I’m hoping that listening to P3 on the radio will be as much use, effectively, as watching it online, and hopefully qualifying bets won’t be detrimentally affected. I’ll try the same for qualifying when it’s early and see if I can watch online if it’s on a bit later. I do intend to tip shortly after P3 for qualifying and a couple of hours after qualifying for the race, as per last year, but it’s impossible to say whether this’ll be adversely affected by the lack of coverage. If I do find a decent online option (I’m going to try RTL) then I’ll probably only watch the BBC for races that are live and early (China and Korea).
There was an interesting mini-interview with Vettel on the BBC's angry wasps website. The lack of rear grip, due to no blown diffuser, reduces speeds in the corners (which is obvious), but what I hadn't considered was that this also means that it takes a bit longer to get tyres up to temperature and probably decreases degradation (this'll probably be offset or mitigated somewhat by the decreased life expectancy tyres now have).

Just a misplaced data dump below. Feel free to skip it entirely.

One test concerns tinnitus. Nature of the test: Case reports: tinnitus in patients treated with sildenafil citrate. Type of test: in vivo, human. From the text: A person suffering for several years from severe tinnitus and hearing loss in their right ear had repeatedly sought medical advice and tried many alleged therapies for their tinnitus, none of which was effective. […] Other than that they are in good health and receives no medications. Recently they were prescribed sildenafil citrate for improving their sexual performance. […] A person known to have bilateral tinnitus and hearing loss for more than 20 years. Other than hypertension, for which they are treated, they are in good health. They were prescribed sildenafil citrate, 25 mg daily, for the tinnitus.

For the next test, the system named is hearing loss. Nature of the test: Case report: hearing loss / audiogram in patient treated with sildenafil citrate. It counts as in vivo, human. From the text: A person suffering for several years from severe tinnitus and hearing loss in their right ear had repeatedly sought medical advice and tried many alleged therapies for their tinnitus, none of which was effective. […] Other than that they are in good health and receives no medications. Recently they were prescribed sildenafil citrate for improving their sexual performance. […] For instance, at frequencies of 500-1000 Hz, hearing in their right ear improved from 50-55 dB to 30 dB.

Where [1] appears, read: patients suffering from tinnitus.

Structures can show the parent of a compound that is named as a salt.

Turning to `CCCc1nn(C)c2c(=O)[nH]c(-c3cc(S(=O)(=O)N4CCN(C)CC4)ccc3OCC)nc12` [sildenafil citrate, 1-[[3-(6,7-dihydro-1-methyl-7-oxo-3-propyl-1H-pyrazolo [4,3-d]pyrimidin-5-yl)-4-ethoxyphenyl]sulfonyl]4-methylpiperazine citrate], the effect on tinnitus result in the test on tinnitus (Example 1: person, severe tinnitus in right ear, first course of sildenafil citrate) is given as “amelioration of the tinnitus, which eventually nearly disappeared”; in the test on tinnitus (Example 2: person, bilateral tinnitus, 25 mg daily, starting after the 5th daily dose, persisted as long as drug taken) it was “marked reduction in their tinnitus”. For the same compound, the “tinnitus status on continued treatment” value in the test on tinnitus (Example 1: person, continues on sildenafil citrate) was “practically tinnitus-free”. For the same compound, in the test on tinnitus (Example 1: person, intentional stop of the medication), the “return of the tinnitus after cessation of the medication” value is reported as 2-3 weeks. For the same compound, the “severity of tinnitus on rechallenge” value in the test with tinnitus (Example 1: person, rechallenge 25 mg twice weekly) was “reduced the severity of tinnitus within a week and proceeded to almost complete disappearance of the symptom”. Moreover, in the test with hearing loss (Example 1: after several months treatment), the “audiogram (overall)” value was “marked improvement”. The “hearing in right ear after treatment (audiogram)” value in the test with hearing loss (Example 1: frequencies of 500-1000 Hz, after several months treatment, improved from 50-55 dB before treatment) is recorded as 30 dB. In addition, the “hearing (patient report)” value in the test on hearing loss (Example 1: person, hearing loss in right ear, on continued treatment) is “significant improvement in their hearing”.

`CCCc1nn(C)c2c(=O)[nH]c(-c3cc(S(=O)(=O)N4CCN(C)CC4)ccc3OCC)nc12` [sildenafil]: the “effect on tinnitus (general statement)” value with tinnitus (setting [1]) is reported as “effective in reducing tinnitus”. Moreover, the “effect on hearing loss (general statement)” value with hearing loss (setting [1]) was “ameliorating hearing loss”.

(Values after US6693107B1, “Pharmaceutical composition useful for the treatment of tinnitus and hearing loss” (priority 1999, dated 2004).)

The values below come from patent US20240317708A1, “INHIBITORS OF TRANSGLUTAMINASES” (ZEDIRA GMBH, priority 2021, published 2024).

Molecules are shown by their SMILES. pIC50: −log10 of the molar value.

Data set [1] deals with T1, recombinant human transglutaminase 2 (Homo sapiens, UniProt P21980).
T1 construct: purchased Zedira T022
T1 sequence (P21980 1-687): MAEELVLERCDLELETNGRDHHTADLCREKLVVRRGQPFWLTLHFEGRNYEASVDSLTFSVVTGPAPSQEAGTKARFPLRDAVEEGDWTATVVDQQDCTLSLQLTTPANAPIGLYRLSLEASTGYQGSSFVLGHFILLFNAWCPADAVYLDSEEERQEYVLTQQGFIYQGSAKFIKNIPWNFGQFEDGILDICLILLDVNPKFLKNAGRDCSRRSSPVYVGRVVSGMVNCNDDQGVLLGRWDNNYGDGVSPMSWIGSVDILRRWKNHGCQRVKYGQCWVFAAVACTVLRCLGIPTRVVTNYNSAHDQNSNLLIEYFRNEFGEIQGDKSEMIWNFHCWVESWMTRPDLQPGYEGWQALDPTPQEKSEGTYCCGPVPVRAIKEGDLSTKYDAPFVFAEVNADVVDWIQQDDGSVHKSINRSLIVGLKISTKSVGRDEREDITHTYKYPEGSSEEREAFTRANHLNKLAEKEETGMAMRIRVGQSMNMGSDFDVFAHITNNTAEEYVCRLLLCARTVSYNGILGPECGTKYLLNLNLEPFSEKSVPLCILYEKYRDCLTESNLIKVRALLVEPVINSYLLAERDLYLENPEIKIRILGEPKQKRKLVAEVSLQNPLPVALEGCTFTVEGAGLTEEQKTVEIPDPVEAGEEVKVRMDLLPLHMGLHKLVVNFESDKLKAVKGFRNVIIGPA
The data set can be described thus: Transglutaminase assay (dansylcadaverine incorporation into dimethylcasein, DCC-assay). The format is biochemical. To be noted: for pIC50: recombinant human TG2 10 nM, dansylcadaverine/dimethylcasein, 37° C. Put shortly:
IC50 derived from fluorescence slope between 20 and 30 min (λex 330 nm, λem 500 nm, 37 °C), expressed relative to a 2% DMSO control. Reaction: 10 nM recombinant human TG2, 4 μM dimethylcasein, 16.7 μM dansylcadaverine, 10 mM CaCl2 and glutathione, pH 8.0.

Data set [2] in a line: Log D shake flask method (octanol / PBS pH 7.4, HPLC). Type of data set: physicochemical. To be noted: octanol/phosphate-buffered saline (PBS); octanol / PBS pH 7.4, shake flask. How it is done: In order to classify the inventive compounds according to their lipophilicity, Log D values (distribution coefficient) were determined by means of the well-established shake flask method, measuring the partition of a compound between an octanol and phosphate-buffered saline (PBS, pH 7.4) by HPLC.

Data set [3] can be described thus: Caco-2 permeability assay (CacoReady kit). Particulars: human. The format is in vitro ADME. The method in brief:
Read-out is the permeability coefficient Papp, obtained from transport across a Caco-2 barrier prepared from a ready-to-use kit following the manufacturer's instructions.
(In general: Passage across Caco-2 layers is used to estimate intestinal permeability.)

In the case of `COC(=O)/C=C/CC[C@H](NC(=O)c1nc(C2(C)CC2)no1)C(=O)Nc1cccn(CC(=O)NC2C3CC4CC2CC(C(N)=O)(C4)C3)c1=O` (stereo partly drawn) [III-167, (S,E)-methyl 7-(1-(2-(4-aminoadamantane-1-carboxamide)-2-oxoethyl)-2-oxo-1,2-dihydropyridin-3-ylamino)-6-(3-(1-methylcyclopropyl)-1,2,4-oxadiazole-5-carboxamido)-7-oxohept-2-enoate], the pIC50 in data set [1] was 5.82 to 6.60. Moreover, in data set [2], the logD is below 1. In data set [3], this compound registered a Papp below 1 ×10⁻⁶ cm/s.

So, for qualifying this may well mean that it's flying lap 2 or 3 that the tyre is in best shape for, and for the race it may mean that an undercut strategy (pitting early to benefit from a better tyre to get faster times and leapfrog the person ahead when they stop) may not be so simple, as the person who does not pit first could be faster on the outlap (accounting for the pitstop), increasing the gap and giving them breathing room for an immediate riposte.
Instead of one big article per race weekend I’m going back to a pre-qualifying, pre-race and post-race analysis approach. For the first race, Australia, I’ll probably not bet on qualifying, as P3 takes place at an ungodly hour, and offer 1-2 tips for the race itself. Australia race day is the 18th.